An assistant editor is gearing up for a new life as a driving instructor, bringing to a halt a 32-year career in regional newspapers.
Robert, 51, says he took the decision to leave in May but was asked to stay on by editor Paul Horrocks to help see the MEN through recent changes including centralised subbing for all sister weeklies in Manchester.
Paul has since announced his own forthcoming departure from the paper after 12 years in the chair.
Said Robert: “I’ve had a great life in newspapers, particularly at the MEN but have decided the time is right to leave the industry and try something completely new.
“I’m planning to become a driving instructor, but you never know how things are going to work out and I suppose there’s always the chance I may end up returning to what I know.”
Robert has spent his entire journalism career in the North West, where he started with the Stockport Advertiser as a reporter in 1977.
He was appointed deputy editor of the newly-launched Ashton Advertiser aged just 21 and three years later became launch editor of the Oldham Advertiser.
In 1985 Robert was made editor-in-chief of the Advertiser Group, which by that stage encompassed five newspapers, and two years later took on the editorial director’s role.
The Manchester Metro News then beckoned with Robert becoming editor in 1990 of what was, at the time, Britain’s biggest free newspaper, circulating to around 302,000.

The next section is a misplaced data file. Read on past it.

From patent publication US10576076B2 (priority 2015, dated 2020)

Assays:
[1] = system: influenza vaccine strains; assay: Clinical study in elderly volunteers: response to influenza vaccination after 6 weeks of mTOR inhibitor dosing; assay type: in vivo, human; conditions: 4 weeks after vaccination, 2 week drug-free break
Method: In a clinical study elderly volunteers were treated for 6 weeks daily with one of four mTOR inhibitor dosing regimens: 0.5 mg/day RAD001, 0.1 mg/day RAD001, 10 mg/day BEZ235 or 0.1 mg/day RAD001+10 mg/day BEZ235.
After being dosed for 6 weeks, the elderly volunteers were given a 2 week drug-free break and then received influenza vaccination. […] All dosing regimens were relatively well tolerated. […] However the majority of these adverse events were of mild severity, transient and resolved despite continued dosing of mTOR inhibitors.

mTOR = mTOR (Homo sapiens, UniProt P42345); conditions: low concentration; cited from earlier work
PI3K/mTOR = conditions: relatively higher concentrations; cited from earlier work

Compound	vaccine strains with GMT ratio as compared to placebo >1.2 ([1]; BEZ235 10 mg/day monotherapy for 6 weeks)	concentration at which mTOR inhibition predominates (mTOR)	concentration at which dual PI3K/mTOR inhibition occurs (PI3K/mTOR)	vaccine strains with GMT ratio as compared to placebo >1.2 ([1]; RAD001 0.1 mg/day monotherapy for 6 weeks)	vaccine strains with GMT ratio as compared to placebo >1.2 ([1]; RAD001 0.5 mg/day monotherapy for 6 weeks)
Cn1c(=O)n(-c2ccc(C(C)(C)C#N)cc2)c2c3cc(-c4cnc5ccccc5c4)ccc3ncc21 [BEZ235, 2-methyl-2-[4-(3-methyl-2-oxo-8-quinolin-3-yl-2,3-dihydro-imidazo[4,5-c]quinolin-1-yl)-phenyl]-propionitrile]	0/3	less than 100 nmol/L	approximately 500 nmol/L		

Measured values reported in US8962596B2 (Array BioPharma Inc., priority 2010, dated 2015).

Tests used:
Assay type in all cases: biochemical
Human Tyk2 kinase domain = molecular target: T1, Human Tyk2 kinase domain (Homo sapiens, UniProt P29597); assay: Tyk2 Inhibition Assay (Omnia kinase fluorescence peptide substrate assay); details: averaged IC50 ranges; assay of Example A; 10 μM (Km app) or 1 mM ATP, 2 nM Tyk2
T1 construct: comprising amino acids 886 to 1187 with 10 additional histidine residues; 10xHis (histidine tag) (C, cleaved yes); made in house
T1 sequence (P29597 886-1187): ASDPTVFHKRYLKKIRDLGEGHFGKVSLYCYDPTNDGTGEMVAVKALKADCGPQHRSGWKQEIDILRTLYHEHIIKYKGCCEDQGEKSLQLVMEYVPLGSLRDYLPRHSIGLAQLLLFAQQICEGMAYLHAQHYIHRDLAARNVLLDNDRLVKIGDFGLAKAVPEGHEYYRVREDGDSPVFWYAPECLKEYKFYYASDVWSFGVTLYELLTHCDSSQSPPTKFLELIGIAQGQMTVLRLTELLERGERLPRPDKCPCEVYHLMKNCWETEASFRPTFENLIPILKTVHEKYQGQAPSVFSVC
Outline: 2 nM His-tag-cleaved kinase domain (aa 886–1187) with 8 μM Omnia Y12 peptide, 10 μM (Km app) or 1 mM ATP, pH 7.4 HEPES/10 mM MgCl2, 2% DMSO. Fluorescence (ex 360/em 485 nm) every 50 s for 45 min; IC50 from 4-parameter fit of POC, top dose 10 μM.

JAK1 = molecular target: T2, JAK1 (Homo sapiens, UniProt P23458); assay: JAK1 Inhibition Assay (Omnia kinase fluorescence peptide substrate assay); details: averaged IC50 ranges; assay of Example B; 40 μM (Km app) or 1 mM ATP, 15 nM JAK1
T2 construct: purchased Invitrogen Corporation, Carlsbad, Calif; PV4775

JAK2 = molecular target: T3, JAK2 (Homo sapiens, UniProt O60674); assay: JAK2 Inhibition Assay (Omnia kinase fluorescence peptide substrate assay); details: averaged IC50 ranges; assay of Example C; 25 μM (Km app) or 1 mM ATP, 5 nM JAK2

During his eight-year tenure the paper won 14 awards for editorial excellence.
From there he joined the MEN where was assistant news editor, picture editor and then assistant editor from 2002.
Robert was also a founder member of the Press Complaints Commission, serving on it between 1990 and 1992.
He added: “There are probably journalists scattered all round the country who have worked for me at one time or another. I would be delighted to hear from any of them.”
Joe King (02/10/2009 15:22:59)
Memo to Robert: Don’t waste your money ‘training’ with the Instructor College. They demand large sums up front, give poor quality tuition and, even if you do qualify as an instructor, you’ll be fighting for business with thousands of other hopefuls tempted by misleading adverts promising a £30k salary which, by all accounts, is virtually impossible to achieve.
head (05/10/2009 16:54:22)
Joe – a bit like journalism training then!